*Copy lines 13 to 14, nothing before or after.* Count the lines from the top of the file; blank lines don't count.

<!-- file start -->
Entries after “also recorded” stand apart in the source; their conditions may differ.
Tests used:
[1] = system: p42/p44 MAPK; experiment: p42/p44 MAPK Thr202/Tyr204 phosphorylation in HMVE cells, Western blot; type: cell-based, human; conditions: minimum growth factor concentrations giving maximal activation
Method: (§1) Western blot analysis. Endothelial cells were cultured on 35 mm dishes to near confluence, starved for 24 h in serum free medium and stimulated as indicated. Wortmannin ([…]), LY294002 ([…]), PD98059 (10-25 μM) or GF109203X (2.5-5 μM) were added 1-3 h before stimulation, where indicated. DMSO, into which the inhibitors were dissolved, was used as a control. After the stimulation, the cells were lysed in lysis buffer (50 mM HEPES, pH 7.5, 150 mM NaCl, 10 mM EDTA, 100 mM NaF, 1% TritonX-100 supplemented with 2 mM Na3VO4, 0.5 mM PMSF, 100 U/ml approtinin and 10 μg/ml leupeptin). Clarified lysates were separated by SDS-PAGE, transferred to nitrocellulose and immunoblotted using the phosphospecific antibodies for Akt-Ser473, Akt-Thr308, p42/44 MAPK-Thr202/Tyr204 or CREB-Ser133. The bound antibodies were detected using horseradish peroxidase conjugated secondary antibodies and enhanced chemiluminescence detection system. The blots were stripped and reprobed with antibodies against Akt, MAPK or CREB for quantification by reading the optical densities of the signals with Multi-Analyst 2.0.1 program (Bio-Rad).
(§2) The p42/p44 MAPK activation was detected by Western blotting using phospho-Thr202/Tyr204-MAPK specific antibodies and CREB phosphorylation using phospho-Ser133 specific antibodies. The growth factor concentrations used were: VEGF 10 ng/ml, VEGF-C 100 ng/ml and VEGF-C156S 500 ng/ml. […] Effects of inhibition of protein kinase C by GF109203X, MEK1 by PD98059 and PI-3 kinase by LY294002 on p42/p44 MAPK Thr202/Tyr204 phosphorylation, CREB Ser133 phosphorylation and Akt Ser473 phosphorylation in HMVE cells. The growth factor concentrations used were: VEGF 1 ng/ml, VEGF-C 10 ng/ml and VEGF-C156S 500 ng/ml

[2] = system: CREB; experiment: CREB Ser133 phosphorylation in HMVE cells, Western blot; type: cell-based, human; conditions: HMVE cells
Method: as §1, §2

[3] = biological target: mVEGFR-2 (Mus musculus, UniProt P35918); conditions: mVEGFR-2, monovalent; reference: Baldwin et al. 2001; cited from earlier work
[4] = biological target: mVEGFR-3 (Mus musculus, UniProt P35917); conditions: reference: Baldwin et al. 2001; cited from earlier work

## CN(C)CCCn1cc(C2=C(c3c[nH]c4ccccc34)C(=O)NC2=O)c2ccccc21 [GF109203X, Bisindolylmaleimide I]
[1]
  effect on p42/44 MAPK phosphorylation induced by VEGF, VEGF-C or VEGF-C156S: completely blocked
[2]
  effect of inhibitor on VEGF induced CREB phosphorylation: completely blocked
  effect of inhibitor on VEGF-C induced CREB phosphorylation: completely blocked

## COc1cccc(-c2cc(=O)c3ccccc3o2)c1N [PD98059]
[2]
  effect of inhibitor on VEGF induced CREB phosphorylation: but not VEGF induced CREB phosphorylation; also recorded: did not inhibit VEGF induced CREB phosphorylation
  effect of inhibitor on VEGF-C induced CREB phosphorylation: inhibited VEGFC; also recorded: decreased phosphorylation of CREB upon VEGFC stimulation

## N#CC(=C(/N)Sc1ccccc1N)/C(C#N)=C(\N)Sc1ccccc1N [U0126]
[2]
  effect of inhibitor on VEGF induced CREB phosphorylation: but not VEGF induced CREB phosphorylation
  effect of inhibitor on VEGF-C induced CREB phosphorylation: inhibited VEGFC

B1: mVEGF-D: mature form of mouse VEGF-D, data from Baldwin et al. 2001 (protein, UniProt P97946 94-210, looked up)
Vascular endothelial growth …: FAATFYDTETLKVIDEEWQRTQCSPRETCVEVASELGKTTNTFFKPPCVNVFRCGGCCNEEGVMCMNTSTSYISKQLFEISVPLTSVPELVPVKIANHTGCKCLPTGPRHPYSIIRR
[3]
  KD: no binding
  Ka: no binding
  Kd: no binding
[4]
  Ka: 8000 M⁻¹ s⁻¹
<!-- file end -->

[2]
  effect of inhibitor on VEGF induced CREB phosphorylation: completely blocked